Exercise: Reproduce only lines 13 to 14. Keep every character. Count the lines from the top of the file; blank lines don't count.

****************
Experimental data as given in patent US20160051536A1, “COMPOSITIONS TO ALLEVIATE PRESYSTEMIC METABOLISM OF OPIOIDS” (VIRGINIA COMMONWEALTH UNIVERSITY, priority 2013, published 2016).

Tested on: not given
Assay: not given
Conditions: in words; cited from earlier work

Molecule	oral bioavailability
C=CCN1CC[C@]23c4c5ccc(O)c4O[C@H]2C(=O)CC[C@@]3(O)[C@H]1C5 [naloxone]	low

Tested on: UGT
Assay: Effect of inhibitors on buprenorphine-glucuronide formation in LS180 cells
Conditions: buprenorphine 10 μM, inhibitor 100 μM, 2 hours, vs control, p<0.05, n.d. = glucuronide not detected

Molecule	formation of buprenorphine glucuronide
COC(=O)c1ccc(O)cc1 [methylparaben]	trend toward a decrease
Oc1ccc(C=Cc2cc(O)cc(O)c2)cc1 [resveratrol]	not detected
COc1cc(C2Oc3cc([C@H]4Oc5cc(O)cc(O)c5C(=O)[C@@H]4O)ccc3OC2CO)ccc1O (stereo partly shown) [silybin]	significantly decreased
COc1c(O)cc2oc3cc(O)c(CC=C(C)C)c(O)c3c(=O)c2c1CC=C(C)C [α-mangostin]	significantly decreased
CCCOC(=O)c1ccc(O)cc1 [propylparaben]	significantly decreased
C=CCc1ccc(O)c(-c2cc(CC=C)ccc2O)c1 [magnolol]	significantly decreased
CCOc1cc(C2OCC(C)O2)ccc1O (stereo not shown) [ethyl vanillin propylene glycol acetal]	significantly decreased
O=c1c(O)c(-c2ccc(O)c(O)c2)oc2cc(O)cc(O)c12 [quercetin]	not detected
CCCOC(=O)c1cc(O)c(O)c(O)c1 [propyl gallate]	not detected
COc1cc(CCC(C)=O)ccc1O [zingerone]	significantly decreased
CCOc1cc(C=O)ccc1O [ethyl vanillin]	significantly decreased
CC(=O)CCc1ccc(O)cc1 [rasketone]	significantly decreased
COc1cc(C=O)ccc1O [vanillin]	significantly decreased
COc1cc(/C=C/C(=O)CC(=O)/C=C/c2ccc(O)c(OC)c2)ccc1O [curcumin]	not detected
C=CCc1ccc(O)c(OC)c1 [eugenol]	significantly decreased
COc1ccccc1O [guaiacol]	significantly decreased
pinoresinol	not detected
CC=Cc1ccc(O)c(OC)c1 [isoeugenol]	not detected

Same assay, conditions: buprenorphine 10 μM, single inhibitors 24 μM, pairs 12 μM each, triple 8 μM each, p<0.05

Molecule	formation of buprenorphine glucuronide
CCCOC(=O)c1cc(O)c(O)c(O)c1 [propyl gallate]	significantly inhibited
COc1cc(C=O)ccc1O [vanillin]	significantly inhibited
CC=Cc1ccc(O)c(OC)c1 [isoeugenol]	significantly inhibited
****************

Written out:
COc1cc(C2Oc3cc([C@H]4Oc5cc(O)cc(O)c5C(=O)[C@@H]4O)ccc3OC2CO)ccc1O (stereo partly shown) [silybin]	significantly decreased
COc1c(O)cc2oc3cc(O)c(CC=C(C)C)c(O)c3c(=O)c2c1CC=C(C)C [α-mangostin]	significantly decreased